Lost Connections: Uncovering the Real Causes of Depression – and the Unexpected Solutions
By Johann Hari, Bloomsbury, 336 pages, $35
It's Not Always Depression: Working the Change Triangle to Listen to the Body, Discover Core Emotions, and Connect to Your Authentic Self
By Hilary Jacobs Hendel, Random House, 320 pages, $37
Since most of us live in relative comfort and safety in a country that regularly ranks near the top of the United Nations Human Development Index, why are many of us depressed? Why has the incidence of suicide in Canada increased since the 1950s, and why has youth depression spiked 37 per cent in the past nine years?
Among the latest books to address this situation – which is nearly identical in the United States – Johann Hari's Lost Connections: Uncovering the Real Causes of Depression – and the Unexpected Solutions, combines history, anecdote and research with his own personal story. Hari, author of the New York Times bestseller Chasing the Scream, was first diagnosed with depression at 18. His family doctor prescribed the selective serotonin reuptake inhibitor (SSRI) anti-depressant Paxil. His depression was cured, or so he thought. But as often happens, the relief was short-lived. Despite the medications, his deep sadness returned. A few months after taking his first pill, he went back to the doctor, who upped the dose. The story was repeated, first with ever-higher doses of Paxil, then once he had developed a tolerance, with different anti-depressants.
The situation is sadly familiar to many in Canada and the United States. In North America, most people with mental illnesses seek treatment from their family doctor. They are treated by nurses and general practitioners. Most are not seen by specialists such as psychologists and psychiatrists. Although these doctors and nurses do their best under difficult circumstances, they have neither the training, resources, nor time. Patients rarely receive a thorough assessment or integrated care. They are usually given the easiest and cheapest solutions – i.e., medications, and usually anti-depressants.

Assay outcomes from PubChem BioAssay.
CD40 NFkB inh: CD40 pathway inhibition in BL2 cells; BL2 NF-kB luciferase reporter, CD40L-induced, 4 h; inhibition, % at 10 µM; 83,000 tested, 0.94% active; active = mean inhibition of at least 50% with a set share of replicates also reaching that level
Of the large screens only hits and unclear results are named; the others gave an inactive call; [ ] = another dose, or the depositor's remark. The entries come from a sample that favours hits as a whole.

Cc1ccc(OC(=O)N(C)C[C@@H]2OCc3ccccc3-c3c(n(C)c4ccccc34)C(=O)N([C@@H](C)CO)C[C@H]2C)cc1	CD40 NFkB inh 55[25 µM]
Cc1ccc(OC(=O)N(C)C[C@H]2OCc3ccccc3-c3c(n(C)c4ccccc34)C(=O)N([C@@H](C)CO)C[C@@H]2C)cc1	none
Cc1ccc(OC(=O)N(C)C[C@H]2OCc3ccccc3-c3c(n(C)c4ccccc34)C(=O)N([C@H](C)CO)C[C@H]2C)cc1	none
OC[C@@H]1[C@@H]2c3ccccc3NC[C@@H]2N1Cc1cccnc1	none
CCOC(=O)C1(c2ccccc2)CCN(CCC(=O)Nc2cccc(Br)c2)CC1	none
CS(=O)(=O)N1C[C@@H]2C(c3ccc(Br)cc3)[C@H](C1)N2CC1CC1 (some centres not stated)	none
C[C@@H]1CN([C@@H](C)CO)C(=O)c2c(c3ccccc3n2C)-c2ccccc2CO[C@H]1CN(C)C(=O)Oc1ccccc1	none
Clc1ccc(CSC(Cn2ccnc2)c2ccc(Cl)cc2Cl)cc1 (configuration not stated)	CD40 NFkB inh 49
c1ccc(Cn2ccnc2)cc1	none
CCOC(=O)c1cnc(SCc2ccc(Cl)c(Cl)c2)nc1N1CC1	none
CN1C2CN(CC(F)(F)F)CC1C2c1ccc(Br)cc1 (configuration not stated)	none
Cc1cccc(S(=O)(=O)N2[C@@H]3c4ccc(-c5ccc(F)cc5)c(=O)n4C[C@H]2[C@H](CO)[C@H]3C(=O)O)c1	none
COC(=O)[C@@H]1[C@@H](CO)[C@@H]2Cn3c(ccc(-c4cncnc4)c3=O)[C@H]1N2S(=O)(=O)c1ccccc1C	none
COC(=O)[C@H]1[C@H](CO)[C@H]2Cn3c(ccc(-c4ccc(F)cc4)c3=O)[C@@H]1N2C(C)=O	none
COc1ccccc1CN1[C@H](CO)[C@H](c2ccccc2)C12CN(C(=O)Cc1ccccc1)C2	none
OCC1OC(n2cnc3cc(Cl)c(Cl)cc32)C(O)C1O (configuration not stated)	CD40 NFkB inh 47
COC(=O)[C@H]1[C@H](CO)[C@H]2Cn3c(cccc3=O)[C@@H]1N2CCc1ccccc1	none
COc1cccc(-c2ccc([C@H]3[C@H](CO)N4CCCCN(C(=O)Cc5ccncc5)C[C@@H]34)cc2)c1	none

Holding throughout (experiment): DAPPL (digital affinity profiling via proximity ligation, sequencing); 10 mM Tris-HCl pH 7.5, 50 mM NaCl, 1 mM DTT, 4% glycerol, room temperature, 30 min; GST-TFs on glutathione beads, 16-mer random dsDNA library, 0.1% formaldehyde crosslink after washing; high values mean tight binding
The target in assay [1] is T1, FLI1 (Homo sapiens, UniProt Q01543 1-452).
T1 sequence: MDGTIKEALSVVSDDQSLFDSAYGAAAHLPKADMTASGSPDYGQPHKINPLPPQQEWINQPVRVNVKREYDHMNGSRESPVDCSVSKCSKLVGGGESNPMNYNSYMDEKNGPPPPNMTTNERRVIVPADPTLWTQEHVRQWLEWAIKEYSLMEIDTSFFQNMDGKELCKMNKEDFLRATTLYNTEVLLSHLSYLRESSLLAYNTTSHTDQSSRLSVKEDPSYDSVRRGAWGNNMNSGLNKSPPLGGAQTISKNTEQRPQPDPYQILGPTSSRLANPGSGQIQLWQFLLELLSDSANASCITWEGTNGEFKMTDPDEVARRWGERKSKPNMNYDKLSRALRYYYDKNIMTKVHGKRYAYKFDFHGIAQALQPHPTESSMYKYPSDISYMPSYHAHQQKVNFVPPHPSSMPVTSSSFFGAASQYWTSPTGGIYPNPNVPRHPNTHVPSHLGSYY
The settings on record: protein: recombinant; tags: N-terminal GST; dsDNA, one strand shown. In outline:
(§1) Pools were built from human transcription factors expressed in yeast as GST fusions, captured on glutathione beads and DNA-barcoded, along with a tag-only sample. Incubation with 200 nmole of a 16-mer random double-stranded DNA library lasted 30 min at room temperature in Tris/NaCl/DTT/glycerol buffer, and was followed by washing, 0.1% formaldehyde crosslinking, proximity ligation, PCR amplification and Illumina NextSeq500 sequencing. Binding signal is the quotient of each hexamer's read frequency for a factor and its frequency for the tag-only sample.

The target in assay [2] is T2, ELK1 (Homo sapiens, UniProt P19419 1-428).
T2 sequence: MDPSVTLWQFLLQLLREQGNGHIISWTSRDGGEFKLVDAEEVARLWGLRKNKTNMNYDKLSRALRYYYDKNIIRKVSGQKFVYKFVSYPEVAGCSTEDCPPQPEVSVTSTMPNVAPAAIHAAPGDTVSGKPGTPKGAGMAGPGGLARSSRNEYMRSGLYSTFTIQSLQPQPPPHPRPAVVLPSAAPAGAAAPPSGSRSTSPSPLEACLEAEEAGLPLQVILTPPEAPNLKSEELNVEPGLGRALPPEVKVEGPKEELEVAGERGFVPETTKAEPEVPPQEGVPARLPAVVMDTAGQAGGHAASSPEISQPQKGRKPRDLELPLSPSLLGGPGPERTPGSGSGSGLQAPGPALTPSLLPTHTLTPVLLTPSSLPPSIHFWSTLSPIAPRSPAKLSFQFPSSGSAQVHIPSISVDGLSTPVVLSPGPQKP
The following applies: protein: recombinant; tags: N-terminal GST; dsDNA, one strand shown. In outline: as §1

The interesting thing about these drugs is that they work, but only temporarily. Sixty-seven per cent of people report feeling better after taking anti-depressants, Hari writes. It's a good statistic, but it's largely caused by the placebo effect. Most people, or about 65-80 per cent, fall back into depression, he says, despite the drugs. And the drugs make one-quarter of patients worse, and when given to youth or teenagers, disrupt normal brain development.
As Hari's melancholia returned, he began to wonder why he clung to the pharmacological solution when it obviously wasn't working. There was the ease of the alleged cure: Popping a pill is quicker and cheaper than talk therapy or other interventions such as electroconvulsive therapy. But more than that, it was the story accompanying the medication. His doctor said his depression was caused by a "chemical imbalance in the brain": He had too little serotonin. The prescribed Paxil was supposed to correct his wonky brain chemistry.
Hari's difficulty with accepting that anti-depressants weren't a magical cure-all was because they came with an enchanting story, and that story provided psychological relief. If depression were caused by a chemical imbalance in the brain, rather than something he could control, such as a lack of coping mechanisms or a character flaw, then it was definitely not his fault. And if not his fault, then there was no reason to stigmatize him or anyone else with depression.